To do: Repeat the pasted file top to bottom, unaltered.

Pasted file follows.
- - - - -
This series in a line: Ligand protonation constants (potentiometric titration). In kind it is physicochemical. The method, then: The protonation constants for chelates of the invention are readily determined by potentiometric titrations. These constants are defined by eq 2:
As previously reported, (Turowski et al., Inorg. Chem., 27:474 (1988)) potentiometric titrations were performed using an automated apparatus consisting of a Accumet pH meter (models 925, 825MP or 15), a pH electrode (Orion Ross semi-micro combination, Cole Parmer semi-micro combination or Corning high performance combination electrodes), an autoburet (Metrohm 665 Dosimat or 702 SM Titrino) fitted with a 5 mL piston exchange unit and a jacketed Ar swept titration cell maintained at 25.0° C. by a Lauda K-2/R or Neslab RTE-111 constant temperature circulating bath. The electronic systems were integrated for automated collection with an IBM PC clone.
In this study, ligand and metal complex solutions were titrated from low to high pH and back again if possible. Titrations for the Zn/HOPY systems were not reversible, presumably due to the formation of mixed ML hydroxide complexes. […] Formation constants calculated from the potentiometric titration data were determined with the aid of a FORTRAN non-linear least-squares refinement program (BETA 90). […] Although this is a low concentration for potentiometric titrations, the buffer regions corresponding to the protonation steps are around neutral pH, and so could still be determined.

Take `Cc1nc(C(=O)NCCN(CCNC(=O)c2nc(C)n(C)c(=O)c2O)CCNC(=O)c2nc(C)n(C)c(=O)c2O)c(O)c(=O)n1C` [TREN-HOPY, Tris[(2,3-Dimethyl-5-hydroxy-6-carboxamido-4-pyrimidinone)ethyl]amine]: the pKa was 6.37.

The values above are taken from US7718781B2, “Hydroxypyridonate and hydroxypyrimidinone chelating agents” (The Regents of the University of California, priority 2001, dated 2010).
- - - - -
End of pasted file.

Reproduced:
This series in a line: Ligand protonation constants (potentiometric titration). In kind it is physicochemical. The method, then: The protonation constants for chelates of the invention are readily determined by potentiometric titrations. These constants are defined by eq 2:
As previously reported, (Turowski et al., Inorg. Chem., 27:474 (1988)) potentiometric titrations were performed using an automated apparatus consisting of a Accumet pH meter (models 925, 825MP or 15), a pH electrode (Orion Ross semi-micro combination, Cole Parmer semi-micro combination or Corning high performance combination electrodes), an autoburet (Metrohm 665 Dosimat or 702 SM Titrino) fitted with a 5 mL piston exchange unit and a jacketed Ar swept titration cell maintained at 25.0° C. by a Lauda K-2/R or Neslab RTE-111 constant temperature circulating bath. The electronic systems were integrated for automated collection with an IBM PC clone.
In this study, ligand and metal complex solutions were titrated from low to high pH and back again if possible. Titrations for the Zn/HOPY systems were not reversible, presumably due to the formation of mixed ML hydroxide complexes. […] Formation constants calculated from the potentiometric titration data were determined with the aid of a FORTRAN non-linear least-squares refinement program (BETA 90). […] Although this is a low concentration for potentiometric titrations, the buffer regions corresponding to the protonation steps are around neutral pH, and so could still be determined.

Take `Cc1nc(C(=O)NCCN(CCNC(=O)c2nc(C)n(C)c(=O)c2O)CCNC(=O)c2nc(C)n(C)c(=O)c2O)c(O)c(=O)n1C` [TREN-HOPY, Tris[(2,3-Dimethyl-5-hydroxy-6-carboxamido-4-pyrimidinone)ethyl]amine]: the pKa was 6.37.

The values above are taken from US7718781B2, “Hydroxypyridonate and hydroxypyrimidinone chelating agents” (The Regents of the University of California, priority 2001, dated 2010).